ECB’s Draghi backs tax cuts in shift away from austerity
The President of the European Central Bank has admitted more has to be done to tackle the high rates of unemployment across the euro area and advocated cutting taxes to boost demand.
In what will be seen as a shift away from strict “austerity” policies Mario Draghi advocated governments being more flexibile in how they apply budget rules. It puts him on a crash course with Germany’s Angela Merkel ahead of budget season across Europe.
He made the comments at a major speech at Jackson Hole, Kentucy, in the US, where the head of America’s central bank the Federal Reserve of “Fed” is hosting a major conference.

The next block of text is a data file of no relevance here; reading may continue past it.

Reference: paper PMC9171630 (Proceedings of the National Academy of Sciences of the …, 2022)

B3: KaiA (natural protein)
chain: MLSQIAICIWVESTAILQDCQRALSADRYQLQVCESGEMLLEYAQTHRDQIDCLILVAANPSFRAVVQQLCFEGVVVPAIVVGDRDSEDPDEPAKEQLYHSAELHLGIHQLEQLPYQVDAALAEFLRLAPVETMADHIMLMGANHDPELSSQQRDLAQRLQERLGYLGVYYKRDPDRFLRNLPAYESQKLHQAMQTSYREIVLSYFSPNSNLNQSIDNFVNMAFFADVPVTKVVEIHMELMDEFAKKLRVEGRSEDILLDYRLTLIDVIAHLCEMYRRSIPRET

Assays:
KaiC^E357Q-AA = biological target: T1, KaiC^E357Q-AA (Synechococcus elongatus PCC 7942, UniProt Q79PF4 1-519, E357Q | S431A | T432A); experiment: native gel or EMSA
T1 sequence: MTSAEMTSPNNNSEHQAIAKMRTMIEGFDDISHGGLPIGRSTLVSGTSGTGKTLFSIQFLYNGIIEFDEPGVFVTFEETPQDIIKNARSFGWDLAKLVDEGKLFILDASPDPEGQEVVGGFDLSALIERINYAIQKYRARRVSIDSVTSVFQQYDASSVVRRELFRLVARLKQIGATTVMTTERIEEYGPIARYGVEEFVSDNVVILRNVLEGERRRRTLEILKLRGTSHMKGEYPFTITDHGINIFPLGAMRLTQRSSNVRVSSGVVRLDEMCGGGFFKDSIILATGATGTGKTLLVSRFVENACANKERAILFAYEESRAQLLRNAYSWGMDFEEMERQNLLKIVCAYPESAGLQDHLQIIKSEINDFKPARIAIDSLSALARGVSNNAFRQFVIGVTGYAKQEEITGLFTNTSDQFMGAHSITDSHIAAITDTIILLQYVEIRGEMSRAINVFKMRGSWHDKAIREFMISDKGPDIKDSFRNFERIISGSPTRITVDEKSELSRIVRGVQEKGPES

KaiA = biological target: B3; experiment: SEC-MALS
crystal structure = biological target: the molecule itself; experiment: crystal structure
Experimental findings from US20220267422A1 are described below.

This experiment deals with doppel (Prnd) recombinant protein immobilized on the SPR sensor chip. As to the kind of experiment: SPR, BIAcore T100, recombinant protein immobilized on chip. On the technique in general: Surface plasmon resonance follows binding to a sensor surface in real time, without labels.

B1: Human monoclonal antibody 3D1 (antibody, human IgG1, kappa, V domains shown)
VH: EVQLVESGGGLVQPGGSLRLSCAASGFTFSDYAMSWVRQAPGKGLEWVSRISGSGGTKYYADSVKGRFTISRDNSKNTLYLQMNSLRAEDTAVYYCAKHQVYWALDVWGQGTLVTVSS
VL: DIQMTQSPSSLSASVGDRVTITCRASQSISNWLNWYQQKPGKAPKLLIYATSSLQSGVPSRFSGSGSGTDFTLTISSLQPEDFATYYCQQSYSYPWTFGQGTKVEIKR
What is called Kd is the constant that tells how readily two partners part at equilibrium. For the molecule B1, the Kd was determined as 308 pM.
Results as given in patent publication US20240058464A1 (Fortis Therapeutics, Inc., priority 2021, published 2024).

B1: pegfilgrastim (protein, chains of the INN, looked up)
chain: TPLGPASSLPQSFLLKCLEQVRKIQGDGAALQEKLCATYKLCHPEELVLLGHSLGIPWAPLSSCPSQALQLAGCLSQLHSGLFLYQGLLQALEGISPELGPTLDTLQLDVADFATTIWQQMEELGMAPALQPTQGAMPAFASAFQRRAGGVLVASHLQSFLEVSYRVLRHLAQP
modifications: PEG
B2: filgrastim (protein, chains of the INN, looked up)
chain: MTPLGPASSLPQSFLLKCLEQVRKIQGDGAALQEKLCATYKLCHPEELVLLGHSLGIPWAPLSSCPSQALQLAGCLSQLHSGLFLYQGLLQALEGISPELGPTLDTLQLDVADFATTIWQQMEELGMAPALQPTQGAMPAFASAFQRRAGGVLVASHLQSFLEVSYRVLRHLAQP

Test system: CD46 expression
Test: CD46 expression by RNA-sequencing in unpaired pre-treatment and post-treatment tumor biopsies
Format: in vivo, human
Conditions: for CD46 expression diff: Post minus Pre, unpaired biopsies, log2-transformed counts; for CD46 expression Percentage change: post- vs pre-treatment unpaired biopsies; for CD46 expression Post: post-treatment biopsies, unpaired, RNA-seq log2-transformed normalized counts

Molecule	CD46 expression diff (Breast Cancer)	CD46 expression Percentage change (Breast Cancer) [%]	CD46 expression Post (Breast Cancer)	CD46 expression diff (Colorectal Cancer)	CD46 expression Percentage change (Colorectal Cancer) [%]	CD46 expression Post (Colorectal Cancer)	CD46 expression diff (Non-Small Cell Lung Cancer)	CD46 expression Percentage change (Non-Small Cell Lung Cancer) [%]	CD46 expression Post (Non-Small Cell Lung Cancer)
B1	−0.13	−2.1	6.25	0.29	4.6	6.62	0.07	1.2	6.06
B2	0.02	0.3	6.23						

And he said countries should spend more, though sticking within the eurozone’s target to keep deficits below 3pc.
“First, the existing flexibility within the rules could be used to better address the weak recovery and to make room for the cost of needed structural reforms.
Second, there is leeway to achieve a more growth-friendly composition of fiscal policies. As a start, it should be possible to lower the tax burden in a budget-neutral way. This strategy could have positive effects even in the short-term if taxes are lowered in those areas where the short-term fiscal multiplier is higher, and expenditures cut in unproductive areas,” he said.